Mardu Ascendancy – A Magic the Gathering Card Review

Mardu Ascendancy is a very interesting card from Khans of Tarkir that never really had its day in Standard. While it would pop up occasionally in Mardu Aggro decks with the likes of Bloodsoaked Champion, Butcher of the Horde, and Mardu Shadowspear, this Ascendancy didn’t make much of an impact in competitive play. Most surprisingly, Its apparent synergy with the Standard powerhouse Goblin Rabblemaster was never realized in Standard.

You would think being three colors made it difficult for many decks to cast, but three-color decks were common in those days. Other Ascendancy enchantments such as Jeskai Ascendancy saw plenty of play. Honestly, this enchantment is fairly powerful, so why did it never see more play in Standard?

Making a 1/1 Goblin for each non-token creature you control that attacks is pretty strong. Its second effect, giving your team a +0/+3 boost until the end of turn by sacrificing the Ascendancy seems pretty good, too. Swinging with the team without having to worry about losing anyone to blockers could easily swing a game in an aggressive deck’s favor. It could also be an effective way to survive removal like Bile Blight or Anger of the Gods.

The primary reason that this Ascendancy didn’t see more play in Standard was that it was competing for deck slots with another three-drop from Khans of Tarkir, Hordeling Outburst. The Outburst creates three 1/1 Goblin tokens straightaway for 3 mana. For tempo reasons, the immediate 3-for-1 proved more efficient. Yes, Mardu Ascendancy can produce some grindy mid-range value over a number of turns. But, it can be a pretty lousy top-deck in an aggressive deck. Three bodies on demand has its appeal, whereas you have to work a lot harder with the Ascendancy to pay off.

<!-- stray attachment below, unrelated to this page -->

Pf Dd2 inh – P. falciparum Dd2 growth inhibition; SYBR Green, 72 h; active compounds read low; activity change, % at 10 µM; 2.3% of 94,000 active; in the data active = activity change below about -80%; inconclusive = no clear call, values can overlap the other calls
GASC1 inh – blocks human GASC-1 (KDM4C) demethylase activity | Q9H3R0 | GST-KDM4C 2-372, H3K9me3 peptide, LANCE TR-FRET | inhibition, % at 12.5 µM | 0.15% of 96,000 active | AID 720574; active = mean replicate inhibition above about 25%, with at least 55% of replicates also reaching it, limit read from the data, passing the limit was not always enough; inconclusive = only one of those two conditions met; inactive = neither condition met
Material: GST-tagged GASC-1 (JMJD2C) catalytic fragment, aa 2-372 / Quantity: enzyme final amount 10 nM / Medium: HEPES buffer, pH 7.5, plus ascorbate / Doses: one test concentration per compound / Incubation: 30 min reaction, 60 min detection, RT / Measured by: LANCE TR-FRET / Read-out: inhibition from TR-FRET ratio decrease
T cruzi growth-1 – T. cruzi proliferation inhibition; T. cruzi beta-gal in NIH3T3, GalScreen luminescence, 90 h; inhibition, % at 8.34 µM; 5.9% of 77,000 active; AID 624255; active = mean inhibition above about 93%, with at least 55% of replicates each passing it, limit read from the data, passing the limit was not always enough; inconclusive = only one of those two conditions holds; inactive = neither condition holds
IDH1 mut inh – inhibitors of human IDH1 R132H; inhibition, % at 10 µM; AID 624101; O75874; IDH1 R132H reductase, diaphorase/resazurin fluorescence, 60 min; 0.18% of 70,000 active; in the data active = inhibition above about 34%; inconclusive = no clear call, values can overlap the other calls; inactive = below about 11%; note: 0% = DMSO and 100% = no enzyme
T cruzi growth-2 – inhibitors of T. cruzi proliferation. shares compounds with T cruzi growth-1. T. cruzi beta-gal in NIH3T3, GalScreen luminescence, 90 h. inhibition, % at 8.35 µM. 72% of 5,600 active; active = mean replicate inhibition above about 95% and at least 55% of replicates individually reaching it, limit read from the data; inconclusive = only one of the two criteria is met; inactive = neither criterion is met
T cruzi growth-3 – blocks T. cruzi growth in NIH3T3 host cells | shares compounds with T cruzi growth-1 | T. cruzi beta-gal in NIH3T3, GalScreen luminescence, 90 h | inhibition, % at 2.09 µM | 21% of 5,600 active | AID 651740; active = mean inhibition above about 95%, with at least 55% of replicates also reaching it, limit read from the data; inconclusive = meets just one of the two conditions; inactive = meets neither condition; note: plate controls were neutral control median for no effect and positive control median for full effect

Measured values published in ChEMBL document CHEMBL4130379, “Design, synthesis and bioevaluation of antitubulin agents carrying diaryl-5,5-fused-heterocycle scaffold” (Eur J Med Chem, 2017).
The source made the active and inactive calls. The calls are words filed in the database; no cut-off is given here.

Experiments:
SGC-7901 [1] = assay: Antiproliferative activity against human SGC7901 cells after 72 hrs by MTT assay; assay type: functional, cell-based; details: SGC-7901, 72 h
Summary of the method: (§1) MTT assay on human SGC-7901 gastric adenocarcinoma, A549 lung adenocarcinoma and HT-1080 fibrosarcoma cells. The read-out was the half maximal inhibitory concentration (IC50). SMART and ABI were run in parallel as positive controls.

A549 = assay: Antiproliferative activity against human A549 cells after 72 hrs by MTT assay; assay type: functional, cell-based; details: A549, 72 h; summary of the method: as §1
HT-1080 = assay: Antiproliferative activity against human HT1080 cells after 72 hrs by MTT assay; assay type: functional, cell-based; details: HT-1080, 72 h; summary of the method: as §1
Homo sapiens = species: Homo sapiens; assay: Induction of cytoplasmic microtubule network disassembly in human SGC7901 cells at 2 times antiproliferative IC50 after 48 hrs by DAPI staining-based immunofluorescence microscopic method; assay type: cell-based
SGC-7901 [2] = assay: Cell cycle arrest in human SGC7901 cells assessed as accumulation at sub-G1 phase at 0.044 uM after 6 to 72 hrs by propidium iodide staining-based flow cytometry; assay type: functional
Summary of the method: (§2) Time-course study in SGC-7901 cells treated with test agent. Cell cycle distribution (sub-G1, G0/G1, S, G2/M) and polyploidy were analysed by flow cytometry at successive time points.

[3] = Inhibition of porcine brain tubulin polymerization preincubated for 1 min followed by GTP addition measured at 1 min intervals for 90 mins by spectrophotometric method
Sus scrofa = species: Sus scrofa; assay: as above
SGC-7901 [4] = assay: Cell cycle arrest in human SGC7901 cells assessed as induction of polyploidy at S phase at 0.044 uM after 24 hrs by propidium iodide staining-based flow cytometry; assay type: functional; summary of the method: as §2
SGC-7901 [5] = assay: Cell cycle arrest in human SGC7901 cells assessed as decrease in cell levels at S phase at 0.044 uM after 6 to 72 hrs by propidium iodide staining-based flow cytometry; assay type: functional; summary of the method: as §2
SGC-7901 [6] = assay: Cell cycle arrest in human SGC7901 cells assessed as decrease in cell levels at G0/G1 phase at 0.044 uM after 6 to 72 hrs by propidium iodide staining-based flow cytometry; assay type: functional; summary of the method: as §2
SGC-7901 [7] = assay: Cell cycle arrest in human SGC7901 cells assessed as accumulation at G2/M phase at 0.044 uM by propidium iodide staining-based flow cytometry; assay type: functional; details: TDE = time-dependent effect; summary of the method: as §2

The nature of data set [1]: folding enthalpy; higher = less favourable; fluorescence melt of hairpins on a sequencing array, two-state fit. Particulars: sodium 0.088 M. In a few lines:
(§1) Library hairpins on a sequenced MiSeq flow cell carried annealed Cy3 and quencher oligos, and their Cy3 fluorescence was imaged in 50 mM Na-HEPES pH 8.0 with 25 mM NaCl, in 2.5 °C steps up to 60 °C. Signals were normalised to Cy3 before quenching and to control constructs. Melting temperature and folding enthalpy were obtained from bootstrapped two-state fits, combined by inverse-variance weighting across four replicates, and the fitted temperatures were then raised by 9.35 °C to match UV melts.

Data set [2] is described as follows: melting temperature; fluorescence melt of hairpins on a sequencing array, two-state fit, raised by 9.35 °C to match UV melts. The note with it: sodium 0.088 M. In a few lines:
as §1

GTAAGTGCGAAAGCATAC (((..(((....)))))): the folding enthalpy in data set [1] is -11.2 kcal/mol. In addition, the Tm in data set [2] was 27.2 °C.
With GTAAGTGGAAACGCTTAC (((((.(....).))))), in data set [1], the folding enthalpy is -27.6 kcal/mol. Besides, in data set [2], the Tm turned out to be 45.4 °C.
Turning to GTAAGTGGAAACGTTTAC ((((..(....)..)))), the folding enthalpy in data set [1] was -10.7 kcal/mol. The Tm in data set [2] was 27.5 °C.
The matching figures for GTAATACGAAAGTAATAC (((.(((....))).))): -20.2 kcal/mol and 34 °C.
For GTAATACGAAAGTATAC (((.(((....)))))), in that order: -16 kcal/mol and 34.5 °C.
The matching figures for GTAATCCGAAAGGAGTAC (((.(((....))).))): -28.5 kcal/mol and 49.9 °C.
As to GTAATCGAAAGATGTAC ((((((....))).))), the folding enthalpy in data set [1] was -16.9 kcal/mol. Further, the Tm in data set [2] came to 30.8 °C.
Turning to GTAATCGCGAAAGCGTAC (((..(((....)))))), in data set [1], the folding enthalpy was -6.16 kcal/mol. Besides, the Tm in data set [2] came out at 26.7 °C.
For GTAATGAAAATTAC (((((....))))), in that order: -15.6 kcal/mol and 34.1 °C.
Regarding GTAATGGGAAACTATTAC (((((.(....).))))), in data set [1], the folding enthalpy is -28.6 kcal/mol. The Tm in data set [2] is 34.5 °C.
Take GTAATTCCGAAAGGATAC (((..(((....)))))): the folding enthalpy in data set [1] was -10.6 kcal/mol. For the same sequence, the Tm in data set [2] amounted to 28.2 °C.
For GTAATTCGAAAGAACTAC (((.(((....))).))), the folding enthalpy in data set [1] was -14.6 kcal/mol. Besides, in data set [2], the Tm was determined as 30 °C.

The good news for Mardu Ascendancy is that its power was realized by a few popular Commanders in EDH. This Enchantment has become an all-star in Alesha, Who Smiles at Death decks. It also became a key contributor to many Zurgo Helmsmasher and Queen Marchesa decks. Unfortunately, being a three-color card in EDH really limits the number of homes this card can have. 

Still, if you’re ever playing a deck in all three Mardu colors (red/black/white) that features a whole bunch of little guys, this is definitely worth considering. In five-color decks, there are simply better, more efficient cards to work with, so you’re looking primarily at strictly three-color Mardu decks. Unfortunately, not many Mardu Commanders have been printed, the most recent being Extus, Oriq Overlord, which is a White/Black Legendary Creature which has a Red/Black backside. Extus doesn’t really call for lots of little creatures, but there is potentially a way for this Ascendancy to work in an alternate build of the deck. 

However, there are two other Mardu Commanders who have never given Mardu Ascendancy a second thought. The most popular Mardu commander is Edgar Markov, a Vampire Tribal Commander who would probably benefit from some extra bodies. There’s also the Knight Tribal Commander Syr Gwyn, Hero of Ashvale, who could benefit from a few extra Goblins to make blocks more difficult. Yes, the Goblins don’t fit on theme in either of these decks, but the secondary ability to give creatures a +0/+3 boost can counteract some board wipes and make an alpha strike more palatable.

The best thing for Mardu Ascendancy would be for a Goblin Legendary Creature to be printed in Mardu colors. While that’s probably not likely, it isn’t impossible. We have had Goblin cards in Red and White such as Goblin Trenches and creatures in all three Mardu colors in Ankle Shanker. If we do get such a Goblin creature at Legendary, then Mardu Ascendancy suddenly will become a staple in such a deck.

How else do you see Mardu Ascendancy being a playable card?

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